1. Connie-Lynne*

        I’m also concerned about the office’s rule that coworkers sharing rooms must be same-gender. I get why that rule exists but I can imagine some straight couple griping about the LW’s perceived privilege.

  10. Anx*

    #1 Unless there’s truly an issue, I would hope my manager wouldn’t address my bathroom habits. I’m embarrassed enough over my slightly overactive bladder. Or rather, that I have the urge to pee during certain instances, some of which would likely occur after a schedule break: Changes in temperature and going to sit down to some work are two big triggers for the ‘gotta go’ reflex.

    1. Rebecca*

      I was just going to post something similar. After my Mom eats breakfast, it’s a short time before she’s in the bathroom. It’s like clockwork, to the point where she just doesn’t leave the house immediately after eating. The situation in #1 could be related to this – the person eats lunch, then has to go. Immediately. If there aren’t any other performance issues, and it’s a few minutes per day, then I hope the manager can overlook it.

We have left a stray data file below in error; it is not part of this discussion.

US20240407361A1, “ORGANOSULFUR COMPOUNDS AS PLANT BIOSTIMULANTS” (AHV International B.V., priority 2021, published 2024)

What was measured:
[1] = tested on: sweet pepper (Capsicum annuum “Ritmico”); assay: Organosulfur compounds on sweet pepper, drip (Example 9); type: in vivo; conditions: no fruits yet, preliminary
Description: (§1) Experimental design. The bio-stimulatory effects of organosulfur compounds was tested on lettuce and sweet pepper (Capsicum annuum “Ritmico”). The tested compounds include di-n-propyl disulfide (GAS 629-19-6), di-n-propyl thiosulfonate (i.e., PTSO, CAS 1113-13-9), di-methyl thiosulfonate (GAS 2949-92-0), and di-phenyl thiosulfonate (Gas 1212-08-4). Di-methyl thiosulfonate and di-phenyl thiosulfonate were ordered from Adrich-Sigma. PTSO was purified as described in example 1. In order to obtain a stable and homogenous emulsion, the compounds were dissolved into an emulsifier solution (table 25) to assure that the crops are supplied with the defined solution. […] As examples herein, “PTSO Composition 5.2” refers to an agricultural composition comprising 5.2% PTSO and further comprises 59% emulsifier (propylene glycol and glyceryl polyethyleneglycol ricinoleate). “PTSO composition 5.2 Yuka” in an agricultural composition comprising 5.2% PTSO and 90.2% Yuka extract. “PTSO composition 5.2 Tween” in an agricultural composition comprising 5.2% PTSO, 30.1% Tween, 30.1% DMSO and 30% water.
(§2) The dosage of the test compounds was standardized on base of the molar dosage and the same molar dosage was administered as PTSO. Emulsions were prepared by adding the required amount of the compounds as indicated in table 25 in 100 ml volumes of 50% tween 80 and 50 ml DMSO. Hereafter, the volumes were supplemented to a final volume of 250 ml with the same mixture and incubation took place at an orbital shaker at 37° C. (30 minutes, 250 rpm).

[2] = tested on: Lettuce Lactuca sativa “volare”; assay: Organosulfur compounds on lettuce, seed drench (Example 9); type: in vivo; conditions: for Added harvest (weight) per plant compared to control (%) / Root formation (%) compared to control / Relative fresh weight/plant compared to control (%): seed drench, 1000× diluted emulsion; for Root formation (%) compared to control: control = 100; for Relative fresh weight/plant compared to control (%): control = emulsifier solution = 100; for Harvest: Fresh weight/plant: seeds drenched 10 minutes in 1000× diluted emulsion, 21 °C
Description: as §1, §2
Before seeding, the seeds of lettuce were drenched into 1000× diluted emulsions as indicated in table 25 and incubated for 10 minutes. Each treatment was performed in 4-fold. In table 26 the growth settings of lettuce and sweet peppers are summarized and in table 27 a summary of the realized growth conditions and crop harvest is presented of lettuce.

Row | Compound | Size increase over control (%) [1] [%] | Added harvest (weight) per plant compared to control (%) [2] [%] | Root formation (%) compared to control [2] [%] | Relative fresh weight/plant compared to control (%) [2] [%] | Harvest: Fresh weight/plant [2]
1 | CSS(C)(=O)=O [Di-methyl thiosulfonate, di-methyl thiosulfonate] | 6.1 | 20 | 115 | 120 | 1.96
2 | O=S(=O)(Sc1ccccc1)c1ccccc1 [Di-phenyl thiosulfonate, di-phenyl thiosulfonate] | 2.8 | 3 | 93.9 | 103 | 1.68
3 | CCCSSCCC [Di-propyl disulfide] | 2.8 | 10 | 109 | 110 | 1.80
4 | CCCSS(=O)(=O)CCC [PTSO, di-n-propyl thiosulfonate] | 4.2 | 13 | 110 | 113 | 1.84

2. Purr purr purr*

      I agree that it’s a touchy subject. I have IBS so after lunch, I don’t always have a choice about going to the bathroom. If I could go during my lunch break, I would, but often it takes time for irritation to occur and for the need to arise, if you get what I’m saying.

      1. Hlyssande*

        I find that most days, I need to head to the bathroom about 20 minutes after I get back from lunch. I don’t have IBS but it is a very real need – when I didn’t need to go at all during my break. I would much rather deal with it during my break, honestly.